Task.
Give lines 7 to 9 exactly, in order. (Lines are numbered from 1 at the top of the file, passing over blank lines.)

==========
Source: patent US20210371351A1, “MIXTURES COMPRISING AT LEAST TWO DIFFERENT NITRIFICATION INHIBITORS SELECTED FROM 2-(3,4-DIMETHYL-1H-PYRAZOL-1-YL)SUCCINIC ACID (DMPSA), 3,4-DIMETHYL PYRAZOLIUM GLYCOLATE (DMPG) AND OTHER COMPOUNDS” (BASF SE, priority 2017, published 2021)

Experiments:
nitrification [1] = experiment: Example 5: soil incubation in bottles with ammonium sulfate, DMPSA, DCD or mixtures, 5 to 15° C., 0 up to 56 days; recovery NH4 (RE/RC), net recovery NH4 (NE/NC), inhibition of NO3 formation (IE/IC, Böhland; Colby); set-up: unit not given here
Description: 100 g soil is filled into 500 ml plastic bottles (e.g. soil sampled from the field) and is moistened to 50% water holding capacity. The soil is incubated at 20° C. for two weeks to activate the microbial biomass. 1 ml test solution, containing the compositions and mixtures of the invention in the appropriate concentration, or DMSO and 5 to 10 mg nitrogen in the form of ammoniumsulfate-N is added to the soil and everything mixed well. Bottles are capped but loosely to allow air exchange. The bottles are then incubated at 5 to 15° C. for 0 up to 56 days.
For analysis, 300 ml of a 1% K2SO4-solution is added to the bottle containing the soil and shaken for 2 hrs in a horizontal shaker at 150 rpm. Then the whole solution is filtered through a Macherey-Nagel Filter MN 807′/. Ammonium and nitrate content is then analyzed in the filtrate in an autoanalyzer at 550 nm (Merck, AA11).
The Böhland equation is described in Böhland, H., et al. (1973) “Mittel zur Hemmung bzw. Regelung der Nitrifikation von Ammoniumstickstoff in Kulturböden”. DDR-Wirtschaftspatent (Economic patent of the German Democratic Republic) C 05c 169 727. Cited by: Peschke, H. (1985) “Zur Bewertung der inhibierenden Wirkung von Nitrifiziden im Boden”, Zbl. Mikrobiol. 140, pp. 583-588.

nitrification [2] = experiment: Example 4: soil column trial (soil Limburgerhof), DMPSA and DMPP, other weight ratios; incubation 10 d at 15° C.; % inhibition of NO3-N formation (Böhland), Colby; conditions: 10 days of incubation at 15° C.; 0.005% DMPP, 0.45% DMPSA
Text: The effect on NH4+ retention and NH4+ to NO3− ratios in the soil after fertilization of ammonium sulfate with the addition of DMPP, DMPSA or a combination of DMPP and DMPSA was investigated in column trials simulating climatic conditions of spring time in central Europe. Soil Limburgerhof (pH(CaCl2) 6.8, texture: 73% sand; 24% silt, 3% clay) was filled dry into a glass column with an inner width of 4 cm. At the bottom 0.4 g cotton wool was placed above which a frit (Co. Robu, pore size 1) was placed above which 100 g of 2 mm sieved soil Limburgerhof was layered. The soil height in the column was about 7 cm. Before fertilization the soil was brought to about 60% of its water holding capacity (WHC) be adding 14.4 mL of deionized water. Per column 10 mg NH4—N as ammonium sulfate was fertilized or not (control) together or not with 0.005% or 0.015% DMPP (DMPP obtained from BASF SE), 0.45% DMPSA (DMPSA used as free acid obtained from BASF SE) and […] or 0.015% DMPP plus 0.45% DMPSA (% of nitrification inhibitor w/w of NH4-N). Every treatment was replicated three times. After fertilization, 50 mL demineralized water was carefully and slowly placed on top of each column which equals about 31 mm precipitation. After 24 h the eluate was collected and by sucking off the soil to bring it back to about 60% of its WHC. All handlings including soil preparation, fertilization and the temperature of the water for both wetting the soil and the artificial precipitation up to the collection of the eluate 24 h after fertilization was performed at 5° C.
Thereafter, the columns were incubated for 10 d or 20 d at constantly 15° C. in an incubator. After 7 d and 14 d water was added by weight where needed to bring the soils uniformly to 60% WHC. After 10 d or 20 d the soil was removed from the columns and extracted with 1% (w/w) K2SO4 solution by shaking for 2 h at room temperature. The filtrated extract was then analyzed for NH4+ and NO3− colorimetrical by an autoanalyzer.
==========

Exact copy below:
nitrification [2] = experiment: Example 4: soil column trial (soil Limburgerhof), DMPSA and DMPP, other weight ratios; incubation 10 d at 15° C.; % inhibition of NO3-N formation (Böhland), Colby; conditions: 10 days of incubation at 15° C.; 0.005% DMPP, 0.45% DMPSA
Text: The effect on NH4+ retention and NH4+ to NO3− ratios in the soil after fertilization of ammonium sulfate with the addition of DMPP, DMPSA or a combination of DMPP and DMPSA was investigated in column trials simulating climatic conditions of spring time in central Europe. Soil Limburgerhof (pH(CaCl2) 6.8, texture: 73% sand; 24% silt, 3% clay) was filled dry into a glass column with an inner width of 4 cm. At the bottom 0.4 g cotton wool was placed above which a frit (Co. Robu, pore size 1) was placed above which 100 g of 2 mm sieved soil Limburgerhof was layered. The soil height in the column was about 7 cm. Before fertilization the soil was brought to about 60% of its water holding capacity (WHC) be adding 14.4 mL of deionized water. Per column 10 mg NH4—N as ammonium sulfate was fertilized or not (control) together or not with 0.005% or 0.015% DMPP (DMPP obtained from BASF SE), 0.45% DMPSA (DMPSA used as free acid obtained from BASF SE) and […] or 0.015% DMPP plus 0.45% DMPSA (% of nitrification inhibitor w/w of NH4-N). Every treatment was replicated three times. After fertilization, 50 mL demineralized water was carefully and slowly placed on top of each column which equals about 31 mm precipitation. After 24 h the eluate was collected and by sucking off the soil to bring it back to about 60% of its WHC. All handlings including soil preparation, fertilization and the temperature of the water for both wetting the soil and the artificial precipitation up to the collection of the eluate 24 h after fertilization was performed at 5° C.
Thereafter, the columns were incubated for 10 d or 20 d at constantly 15° C. in an incubator. After 7 d and 14 d water was added by weight where needed to bring the soils uniformly to 60% WHC. After 10 d or 20 d the soil was removed from the columns and extracted with 1% (w/w) K2SO4 solution by shaking for 2 h at room temperature. The filtrated extract was then analyzed for NH4+ and NO3− colorimetrical by an autoanalyzer.